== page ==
Kickstarter: the Future of Self-Publishing?

We all know where books come from: a human and a muse meet, fall in love, and two months to twen­ty years lat­er, a book is born. Then, as with oth­er vari­eties of babies, the sleep­less nights start as a writer search­es for a home for the book, col­lect­ing rejec­tions like badges of hon­or, tes­ta­ments to deter­mi­na­tion.

Well, that was the old-fash­ioned way. We’ve all heard how the inter­net has lev­eled the play­ing field, allow­ing any­body to pub­lish work and find an audi­ence. How­ev­er, this eas­i­er path to pub­li­ca­tion hasn’t nec­es­sar­i­ly solved an even old­er writer’s conun­drum: How to pay for it.

That is, how to make enough mon­ey to sus­tain your­self as you write (day jobs aside). And so writ­ers must become even wil­i­er. Though you may make mon­ey from the sale of a book, how do you fund your­self before the book?

Seth Har­wood, the author of three books, is at the front of the move­ment to find alter­nate and cre­ative ways of not only reach­ing audi­ences, but pur­su­ing the writ­ing life. Since grad­u­at­ing from the Iowa Writ­ers Work­shop in 2002, Har­wood has built up a loy­al fan base—his “Palms Mamas and Palms Dad­dies” (named for one of his pro­tag­o­nists, Jack Palms)—through social media and free pod­cast­ing. Har­wood is sus­tain­ing a writ­ing life along a path that is like­ly to be more and more com­mon for writ­ers.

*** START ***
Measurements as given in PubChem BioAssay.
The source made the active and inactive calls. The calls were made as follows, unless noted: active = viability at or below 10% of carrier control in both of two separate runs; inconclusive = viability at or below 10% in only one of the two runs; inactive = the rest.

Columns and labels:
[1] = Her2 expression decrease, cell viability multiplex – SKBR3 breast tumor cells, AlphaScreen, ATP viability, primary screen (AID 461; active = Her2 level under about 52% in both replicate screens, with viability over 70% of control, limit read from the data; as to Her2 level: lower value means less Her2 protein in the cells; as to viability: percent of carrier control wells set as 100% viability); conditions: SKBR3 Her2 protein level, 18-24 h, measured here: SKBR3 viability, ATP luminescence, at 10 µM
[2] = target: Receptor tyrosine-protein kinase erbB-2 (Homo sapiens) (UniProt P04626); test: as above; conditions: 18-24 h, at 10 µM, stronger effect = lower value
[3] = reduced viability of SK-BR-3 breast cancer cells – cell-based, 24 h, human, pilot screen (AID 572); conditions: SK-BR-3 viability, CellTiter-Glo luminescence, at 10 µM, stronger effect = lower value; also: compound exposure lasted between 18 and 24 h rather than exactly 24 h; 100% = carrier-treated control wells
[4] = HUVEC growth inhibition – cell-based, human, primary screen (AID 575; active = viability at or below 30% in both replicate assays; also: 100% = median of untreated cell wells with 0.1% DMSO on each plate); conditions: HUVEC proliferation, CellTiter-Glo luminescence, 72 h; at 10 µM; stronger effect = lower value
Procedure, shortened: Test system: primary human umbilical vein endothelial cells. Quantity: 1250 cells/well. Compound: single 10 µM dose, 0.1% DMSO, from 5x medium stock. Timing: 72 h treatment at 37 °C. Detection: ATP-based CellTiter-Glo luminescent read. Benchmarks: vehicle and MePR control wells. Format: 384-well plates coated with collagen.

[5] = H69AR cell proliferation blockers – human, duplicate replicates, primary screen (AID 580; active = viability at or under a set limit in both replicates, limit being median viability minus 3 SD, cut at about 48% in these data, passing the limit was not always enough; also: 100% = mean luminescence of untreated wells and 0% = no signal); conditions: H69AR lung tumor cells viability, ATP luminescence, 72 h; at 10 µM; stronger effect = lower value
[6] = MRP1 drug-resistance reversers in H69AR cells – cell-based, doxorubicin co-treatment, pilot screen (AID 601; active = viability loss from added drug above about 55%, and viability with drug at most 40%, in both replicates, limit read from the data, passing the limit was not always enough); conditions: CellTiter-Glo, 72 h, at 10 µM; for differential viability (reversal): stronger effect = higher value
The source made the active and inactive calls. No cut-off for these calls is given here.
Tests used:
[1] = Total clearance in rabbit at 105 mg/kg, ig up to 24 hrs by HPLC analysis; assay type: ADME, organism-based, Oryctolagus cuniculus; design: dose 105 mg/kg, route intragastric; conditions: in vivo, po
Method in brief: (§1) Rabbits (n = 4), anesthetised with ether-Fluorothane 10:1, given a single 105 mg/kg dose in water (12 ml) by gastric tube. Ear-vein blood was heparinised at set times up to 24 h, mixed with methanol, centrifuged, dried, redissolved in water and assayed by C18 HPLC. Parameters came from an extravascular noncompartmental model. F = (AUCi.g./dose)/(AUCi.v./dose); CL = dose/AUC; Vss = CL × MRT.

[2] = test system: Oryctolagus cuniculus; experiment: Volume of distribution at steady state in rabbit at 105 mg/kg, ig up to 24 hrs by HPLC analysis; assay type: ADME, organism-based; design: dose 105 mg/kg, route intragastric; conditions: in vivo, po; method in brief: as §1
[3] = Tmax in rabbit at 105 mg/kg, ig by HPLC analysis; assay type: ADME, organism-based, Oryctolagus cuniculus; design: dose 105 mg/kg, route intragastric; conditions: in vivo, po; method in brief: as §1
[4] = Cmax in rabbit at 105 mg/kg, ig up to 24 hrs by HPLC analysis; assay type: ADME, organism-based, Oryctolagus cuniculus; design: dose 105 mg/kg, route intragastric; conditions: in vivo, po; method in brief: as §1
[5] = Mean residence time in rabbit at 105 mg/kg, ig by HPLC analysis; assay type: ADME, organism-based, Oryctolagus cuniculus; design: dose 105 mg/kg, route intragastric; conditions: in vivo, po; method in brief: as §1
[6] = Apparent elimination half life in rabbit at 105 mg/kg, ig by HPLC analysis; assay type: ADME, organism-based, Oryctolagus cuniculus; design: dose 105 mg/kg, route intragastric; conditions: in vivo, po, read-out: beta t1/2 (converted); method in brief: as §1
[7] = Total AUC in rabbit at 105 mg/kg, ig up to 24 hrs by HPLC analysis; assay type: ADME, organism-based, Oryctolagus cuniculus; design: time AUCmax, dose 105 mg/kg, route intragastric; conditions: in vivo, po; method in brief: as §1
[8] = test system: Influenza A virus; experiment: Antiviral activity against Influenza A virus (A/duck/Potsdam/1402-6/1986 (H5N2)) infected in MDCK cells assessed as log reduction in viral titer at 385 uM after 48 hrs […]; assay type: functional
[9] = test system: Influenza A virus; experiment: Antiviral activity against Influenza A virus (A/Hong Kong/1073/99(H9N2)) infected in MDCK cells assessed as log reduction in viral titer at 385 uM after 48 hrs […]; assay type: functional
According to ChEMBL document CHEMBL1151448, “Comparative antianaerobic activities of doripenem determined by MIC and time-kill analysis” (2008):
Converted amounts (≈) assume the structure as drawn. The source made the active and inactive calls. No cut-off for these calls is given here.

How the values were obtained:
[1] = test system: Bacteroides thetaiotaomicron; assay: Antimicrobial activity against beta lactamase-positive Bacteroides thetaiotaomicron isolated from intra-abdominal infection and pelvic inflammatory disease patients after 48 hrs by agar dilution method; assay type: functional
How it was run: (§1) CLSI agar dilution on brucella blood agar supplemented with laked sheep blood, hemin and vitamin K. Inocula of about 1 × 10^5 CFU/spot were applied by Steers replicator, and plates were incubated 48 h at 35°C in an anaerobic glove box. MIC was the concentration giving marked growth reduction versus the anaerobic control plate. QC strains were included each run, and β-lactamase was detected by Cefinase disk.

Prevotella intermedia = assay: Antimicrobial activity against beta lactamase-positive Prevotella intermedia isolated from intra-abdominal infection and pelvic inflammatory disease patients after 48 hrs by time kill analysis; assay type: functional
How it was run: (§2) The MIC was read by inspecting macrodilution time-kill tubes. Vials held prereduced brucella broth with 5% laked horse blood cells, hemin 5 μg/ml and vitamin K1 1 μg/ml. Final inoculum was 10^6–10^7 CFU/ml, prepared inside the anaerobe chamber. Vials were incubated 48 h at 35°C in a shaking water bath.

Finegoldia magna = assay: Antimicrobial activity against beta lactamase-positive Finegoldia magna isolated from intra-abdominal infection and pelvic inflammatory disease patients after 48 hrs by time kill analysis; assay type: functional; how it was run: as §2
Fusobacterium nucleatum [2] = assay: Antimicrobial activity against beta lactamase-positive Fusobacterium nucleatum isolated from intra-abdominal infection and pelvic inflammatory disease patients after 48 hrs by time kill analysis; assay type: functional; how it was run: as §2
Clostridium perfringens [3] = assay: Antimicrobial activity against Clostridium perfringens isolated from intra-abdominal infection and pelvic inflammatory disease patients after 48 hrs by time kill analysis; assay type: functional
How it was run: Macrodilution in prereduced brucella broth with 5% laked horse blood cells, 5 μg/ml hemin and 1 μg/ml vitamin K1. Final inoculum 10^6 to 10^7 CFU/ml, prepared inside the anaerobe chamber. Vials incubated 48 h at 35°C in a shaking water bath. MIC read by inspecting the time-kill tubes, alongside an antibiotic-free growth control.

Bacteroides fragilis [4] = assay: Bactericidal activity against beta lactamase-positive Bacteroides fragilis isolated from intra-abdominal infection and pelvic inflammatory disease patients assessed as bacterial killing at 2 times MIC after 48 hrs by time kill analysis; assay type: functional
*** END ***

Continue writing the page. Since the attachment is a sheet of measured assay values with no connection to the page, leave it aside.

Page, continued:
After offer­ing his first nov­el, Jack Wakes Up, as a free audio­book, Har­wood pub­lished it in paper­back with Break­neck Books in 2008. The Ama­zon sales, pushed by Palms Mamas and Palms Dad­dies, land­ed the book in #1 in Crime/Mystery and #45 over­all, bring­ing the atten­tion of Ran­dom House, who re-pub­lished the book one year lat­er.

Look­ing out­side main­stream avenues, Har­wood secured fund­ing for pub­li­ca­tion of his next ven­ture, Young Junius, with Tyrus Books by pre­selling signed copies through Paypal—before the books exist­ed in phys­i­cal form. And now he is one of the ear­ly adopters of using Kick­starter to pay for the ges­ta­tion and birth of not one book—but five pre­vi­ous­ly-writ­ten works in the next six months–as he puts it, “rais­ing the fixed costs of bring­ing these books to the mar­ket­place.” His Kick­starter cam­paign based around This Is Life, the sequel to Jack Wakes Up was—impressively—fully fund­ed with­in 25 hours—and with a few days still left to go, it has exceed­ed the orig­i­nal goal by over $2000.

What can a writer offer besides an auto­graphed copy of the to-be-writ­ten book, or a men­tion in the acknowl­edge­ments? For Harwood’s project, the pledges range from a dol­lar to $999, with thank-yous span­ning from the afore­men­tioned to—at the $999 end—an orig­i­nal novel­la writ­ten accord­ing to the donor’s wish­es and pub­lished as a one-off hard­cov­er.